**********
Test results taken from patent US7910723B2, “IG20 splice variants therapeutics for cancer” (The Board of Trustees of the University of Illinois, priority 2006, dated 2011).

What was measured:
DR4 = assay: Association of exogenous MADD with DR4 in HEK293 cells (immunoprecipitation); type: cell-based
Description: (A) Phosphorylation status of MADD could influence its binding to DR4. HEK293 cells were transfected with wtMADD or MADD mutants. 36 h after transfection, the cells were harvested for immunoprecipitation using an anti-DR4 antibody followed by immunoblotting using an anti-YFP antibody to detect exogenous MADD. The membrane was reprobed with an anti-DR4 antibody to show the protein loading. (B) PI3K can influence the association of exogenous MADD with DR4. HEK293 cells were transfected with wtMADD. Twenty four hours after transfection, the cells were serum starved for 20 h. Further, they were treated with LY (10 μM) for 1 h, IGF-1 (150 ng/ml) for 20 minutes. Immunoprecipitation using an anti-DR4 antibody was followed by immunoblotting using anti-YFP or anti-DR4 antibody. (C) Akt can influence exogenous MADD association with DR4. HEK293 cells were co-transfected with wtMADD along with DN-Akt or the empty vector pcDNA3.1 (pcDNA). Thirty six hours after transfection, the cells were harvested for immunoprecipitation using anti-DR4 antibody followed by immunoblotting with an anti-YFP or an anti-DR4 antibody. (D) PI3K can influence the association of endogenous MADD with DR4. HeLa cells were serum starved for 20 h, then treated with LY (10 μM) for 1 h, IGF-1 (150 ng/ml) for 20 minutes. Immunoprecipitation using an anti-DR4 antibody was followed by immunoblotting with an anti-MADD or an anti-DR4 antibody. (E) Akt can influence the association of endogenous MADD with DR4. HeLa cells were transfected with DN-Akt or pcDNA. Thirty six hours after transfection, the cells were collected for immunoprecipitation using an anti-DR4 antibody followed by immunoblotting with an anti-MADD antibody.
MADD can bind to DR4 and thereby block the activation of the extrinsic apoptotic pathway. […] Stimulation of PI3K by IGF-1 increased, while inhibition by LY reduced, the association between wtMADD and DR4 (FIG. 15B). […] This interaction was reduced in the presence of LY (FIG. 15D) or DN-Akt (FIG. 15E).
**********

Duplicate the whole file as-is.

Test results taken from patent US7910723B2, “IG20 splice variants therapeutics for cancer” (The Board of Trustees of the University of Illinois, priority 2006, dated 2011).

What was measured:
DR4 = assay: Association of exogenous MADD with DR4 in HEK293 cells (immunoprecipitation); type: cell-based
Description: (A) Phosphorylation status of MADD could influence its binding to DR4. HEK293 cells were transfected with wtMADD or MADD mutants. 36 h after transfection, the cells were harvested for immunoprecipitation using an anti-DR4 antibody followed by immunoblotting using an anti-YFP antibody to detect exogenous MADD. The membrane was reprobed with an anti-DR4 antibody to show the protein loading. (B) PI3K can influence the association of exogenous MADD with DR4. HEK293 cells were transfected with wtMADD. Twenty four hours after transfection, the cells were serum starved for 20 h. Further, they were treated with LY (10 μM) for 1 h, IGF-1 (150 ng/ml) for 20 minutes. Immunoprecipitation using an anti-DR4 antibody was followed by immunoblotting using anti-YFP or anti-DR4 antibody. (C) Akt can influence exogenous MADD association with DR4. HEK293 cells were co-transfected with wtMADD along with DN-Akt or the empty vector pcDNA3.1 (pcDNA). Thirty six hours after transfection, the cells were harvested for immunoprecipitation using anti-DR4 antibody followed by immunoblotting with an anti-YFP or an anti-DR4 antibody. (D) PI3K can influence the association of endogenous MADD with DR4. HeLa cells were serum starved for 20 h, then treated with LY (10 μM) for 1 h, IGF-1 (150 ng/ml) for 20 minutes. Immunoprecipitation using an anti-DR4 antibody was followed by immunoblotting with an anti-MADD or an anti-DR4 antibody. (E) Akt can influence the association of endogenous MADD with DR4. HeLa cells were transfected with DN-Akt or pcDNA. Thirty six hours after transfection, the cells were collected for immunoprecipitation using an anti-DR4 antibody followed by immunoblotting with an anti-MADD antibody.
MADD can bind to DR4 and thereby block the activation of the extrinsic apoptotic pathway. […] Stimulation of PI3K by IGF-1 increased, while inhibition by LY reduced, the association between wtMADD and DR4 (FIG. 15B). […] This interaction was reduced in the presence of LY (FIG. 15D) or DN-Akt (FIG. 15E).